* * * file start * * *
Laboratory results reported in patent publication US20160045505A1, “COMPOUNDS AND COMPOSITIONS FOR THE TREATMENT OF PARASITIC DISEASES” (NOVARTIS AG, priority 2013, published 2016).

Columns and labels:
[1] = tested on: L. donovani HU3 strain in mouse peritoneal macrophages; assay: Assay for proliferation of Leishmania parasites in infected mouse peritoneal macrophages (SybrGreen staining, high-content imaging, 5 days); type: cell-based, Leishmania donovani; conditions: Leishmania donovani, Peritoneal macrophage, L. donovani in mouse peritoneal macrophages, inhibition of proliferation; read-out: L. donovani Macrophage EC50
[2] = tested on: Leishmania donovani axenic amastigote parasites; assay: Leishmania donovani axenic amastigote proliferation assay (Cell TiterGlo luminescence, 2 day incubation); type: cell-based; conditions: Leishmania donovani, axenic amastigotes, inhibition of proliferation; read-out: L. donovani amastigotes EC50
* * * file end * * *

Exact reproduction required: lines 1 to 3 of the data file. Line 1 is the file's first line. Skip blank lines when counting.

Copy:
Laboratory results reported in patent publication US20160045505A1, “COMPOUNDS AND COMPOSITIONS FOR THE TREATMENT OF PARASITIC DISEASES” (NOVARTIS AG, priority 2013, published 2016).

Columns and labels:
[1] = tested on: L. donovani HU3 strain in mouse peritoneal macrophages; assay: Assay for proliferation of Leishmania parasites in infected mouse peritoneal macrophages (SybrGreen staining, high-content imaging, 5 days); type: cell-based, Leishmania donovani; conditions: Leishmania donovani, Peritoneal macrophage, L. donovani in mouse peritoneal macrophages, inhibition of proliferation; read-out: L. donovani Macrophage EC50